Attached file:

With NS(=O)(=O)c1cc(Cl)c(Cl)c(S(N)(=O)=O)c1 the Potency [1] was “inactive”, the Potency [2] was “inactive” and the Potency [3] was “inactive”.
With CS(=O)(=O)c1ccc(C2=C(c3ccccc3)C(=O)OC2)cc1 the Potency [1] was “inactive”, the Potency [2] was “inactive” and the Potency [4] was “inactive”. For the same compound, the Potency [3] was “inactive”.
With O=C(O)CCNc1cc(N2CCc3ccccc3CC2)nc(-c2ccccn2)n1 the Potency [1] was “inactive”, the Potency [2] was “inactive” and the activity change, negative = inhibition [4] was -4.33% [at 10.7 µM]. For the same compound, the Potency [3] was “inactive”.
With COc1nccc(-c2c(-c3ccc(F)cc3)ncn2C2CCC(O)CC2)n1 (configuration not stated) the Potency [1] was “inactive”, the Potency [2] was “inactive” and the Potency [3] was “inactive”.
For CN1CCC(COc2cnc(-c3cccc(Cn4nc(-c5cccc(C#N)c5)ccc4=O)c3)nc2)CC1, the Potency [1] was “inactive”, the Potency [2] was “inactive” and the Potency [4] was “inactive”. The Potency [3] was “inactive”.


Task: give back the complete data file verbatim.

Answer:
With NS(=O)(=O)c1cc(Cl)c(Cl)c(S(N)(=O)=O)c1 the Potency [1] was “inactive”, the Potency [2] was “inactive” and the Potency [3] was “inactive”.
With CS(=O)(=O)c1ccc(C2=C(c3ccccc3)C(=O)OC2)cc1 the Potency [1] was “inactive”, the Potency [2] was “inactive” and the Potency [4] was “inactive”. For the same compound, the Potency [3] was “inactive”.
With O=C(O)CCNc1cc(N2CCc3ccccc3CC2)nc(-c2ccccn2)n1 the Potency [1] was “inactive”, the Potency [2] was “inactive” and the activity change, negative = inhibition [4] was -4.33% [at 10.7 µM]. For the same compound, the Potency [3] was “inactive”.
With COc1nccc(-c2c(-c3ccc(F)cc3)ncn2C2CCC(O)CC2)n1 (configuration not stated) the Potency [1] was “inactive”, the Potency [2] was “inactive” and the Potency [3] was “inactive”.
For CN1CCC(COc2cnc(-c3cccc(Cn4nc(-c5cccc(C#N)c5)ccc4=O)c3)nc2)CC1, the Potency [1] was “inactive”, the Potency [2] was “inactive” and the Potency [4] was “inactive”. The Potency [3] was “inactive”.